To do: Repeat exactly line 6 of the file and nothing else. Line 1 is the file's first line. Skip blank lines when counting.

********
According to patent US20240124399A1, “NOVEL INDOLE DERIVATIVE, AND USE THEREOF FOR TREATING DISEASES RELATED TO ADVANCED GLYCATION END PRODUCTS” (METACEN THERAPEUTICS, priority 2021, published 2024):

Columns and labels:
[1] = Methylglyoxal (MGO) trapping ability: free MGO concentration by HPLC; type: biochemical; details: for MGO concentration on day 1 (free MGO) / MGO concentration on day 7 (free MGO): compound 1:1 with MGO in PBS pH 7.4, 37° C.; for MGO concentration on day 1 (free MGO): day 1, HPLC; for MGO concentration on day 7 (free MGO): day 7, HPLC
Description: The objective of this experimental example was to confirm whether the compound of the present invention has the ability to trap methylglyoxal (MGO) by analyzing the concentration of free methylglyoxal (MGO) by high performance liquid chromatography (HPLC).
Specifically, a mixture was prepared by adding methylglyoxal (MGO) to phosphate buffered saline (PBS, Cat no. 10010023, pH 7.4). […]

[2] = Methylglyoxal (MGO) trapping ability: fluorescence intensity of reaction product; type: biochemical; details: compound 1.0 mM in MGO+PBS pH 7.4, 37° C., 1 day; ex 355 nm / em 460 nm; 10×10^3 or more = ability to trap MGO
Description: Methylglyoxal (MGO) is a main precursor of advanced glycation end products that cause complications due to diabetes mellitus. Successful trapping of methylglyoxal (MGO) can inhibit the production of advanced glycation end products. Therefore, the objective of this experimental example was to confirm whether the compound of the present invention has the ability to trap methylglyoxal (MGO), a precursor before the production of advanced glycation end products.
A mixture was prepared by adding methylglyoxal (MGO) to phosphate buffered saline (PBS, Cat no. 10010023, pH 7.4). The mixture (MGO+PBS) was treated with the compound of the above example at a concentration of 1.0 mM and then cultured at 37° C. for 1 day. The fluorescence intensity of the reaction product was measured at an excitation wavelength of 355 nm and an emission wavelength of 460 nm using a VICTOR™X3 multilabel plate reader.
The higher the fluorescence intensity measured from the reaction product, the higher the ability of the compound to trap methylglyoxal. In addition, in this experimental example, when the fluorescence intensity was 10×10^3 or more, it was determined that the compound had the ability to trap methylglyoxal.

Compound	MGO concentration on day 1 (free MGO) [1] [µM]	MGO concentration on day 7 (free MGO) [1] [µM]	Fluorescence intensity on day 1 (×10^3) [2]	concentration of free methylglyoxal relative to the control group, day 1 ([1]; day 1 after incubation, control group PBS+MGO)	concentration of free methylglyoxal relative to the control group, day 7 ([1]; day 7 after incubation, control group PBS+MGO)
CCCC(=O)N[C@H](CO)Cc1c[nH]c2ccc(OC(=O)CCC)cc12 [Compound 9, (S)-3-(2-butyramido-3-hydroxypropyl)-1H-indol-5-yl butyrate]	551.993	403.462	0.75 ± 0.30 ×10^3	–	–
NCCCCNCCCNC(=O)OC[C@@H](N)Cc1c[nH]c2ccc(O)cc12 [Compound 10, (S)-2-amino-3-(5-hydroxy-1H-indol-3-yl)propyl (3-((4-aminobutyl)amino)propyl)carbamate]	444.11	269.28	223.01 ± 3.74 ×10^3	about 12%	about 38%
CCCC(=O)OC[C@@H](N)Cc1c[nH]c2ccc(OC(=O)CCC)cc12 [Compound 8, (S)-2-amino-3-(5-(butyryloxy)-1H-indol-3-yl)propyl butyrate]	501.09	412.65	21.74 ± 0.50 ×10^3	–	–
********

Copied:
[2] = Methylglyoxal (MGO) trapping ability: fluorescence intensity of reaction product; type: biochemical; details: compound 1.0 mM in MGO+PBS pH 7.4, 37° C., 1 day; ex 355 nm / em 460 nm; 10×10^3 or more = ability to trap MGO